Posted in SHOFT on Sunday 24th July 2011 at 9:07pm

Jonnie Common - Master of NoneIt doesn't seem long ago that I was writing about "Deskjob" and stressing the point that whilst it was many things - indeed many very fine things - it certainly wasn't a Jonnie Common record. This album however, is exactly that. And despite his long association with the Scottish music scene - most notably as part of Down The Tiny Steps and Inspector Tapehead - it is in fact a debut solo release. It's perhaps this itinerant personality which the title "Master of None" hints at - as a jobbing reworker of others songs, a reliable band member who can turn his hand to a range of instruments, or indeed any number of other associations, Jonnie's name seems to be everywhere at times. Except of course, until now at any rate, on his own records.

From the outset on the quiet "Heir To The Throne" the links to Jonnie's past work are evident. However, shorn of the complexities of a band, and left to his own devices it's a somewhat different delivery which follows. With a lyric which seems to hint at the lurid detail of the Kennedy assassination before exploring the genetic complexities of future fatherhood, this is a beautifully uncluttered tune constructed from vintage electronics and plucked guitar. On this opening track, Jonnie's voice is a low drone - but by "Infinitea" the tinkling percussion is hidden within a multi-tracked rant of a vocal which dips and dives around the melody. Jonnie seems at his most comfortable with this curious half-rapped, half sung approach which hints at both his own work in Inspector Tapehead and occasionally perhaps The Beta Band. Scots vernacular worn proudly on his sleeve, Common spits seemingly nonsensical couplets which resolve into perfect little haikus and curious observations with the sense of a living notebook or found snippets of conversation from people passing by. It fits wonderfully with the sometimes gentle and sometimes jagged tunes which are spun on "Master of None".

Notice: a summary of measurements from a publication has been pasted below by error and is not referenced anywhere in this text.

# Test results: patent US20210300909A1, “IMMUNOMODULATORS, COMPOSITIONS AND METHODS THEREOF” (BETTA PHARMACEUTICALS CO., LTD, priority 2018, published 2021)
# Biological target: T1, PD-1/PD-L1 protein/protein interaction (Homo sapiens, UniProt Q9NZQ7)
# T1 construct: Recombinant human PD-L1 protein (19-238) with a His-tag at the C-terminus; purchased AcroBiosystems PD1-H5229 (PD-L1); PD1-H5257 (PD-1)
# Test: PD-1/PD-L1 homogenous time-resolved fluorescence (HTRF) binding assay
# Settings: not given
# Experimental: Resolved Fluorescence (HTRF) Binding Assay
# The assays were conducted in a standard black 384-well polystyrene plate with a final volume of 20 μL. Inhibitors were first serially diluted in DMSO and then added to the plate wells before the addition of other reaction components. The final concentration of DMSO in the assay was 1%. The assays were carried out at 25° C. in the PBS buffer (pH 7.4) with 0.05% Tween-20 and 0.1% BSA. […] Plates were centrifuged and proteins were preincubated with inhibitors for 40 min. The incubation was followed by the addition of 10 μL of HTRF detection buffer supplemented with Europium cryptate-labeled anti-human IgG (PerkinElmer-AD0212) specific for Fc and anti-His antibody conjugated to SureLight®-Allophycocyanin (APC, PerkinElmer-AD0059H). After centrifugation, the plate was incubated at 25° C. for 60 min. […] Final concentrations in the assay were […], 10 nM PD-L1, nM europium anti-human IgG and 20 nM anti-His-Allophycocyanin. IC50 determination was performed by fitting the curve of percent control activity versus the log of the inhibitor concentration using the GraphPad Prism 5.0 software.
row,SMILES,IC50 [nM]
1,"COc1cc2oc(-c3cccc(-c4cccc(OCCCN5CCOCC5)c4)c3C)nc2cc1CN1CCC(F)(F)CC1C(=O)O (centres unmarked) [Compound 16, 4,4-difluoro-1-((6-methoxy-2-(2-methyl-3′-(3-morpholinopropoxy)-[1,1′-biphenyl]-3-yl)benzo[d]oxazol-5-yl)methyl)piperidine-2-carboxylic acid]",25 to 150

"Shogun" is perhaps a touch more traditional, a gentle ballad with a contrastingly violent lyric in keeping with it's title. There is a sheen of electronics, including some dashes of old-time Casio demonstration tunes among the jingle and jitter. Mid-song things break down into a strange carnival-tune interlude while a battle-scarred Jonnie wryly observes that "loving you is like a martial art". As "Hand - Hand" begins I find myself thinking of Chris Knox as it's constructed around a weirdly percussive vocal loop much like his solo work and some of the Tall Dwarfs output. Meanwhile a funereal organ sets up among a mass of fantastically self-indulgent bleeps and beats, while a gruff, distant voice urges "Sing for us Jonnie!". And then he's off again, the straight-outta-Fife rapping notched up a gear as he ponders environmental responsibility with "when I leave this planet/I don't wanna leave a mess" alongside a curious question about whether horsehair is obtained from living animals or corpses? I'm going to need to do a little research now, just to be be sure.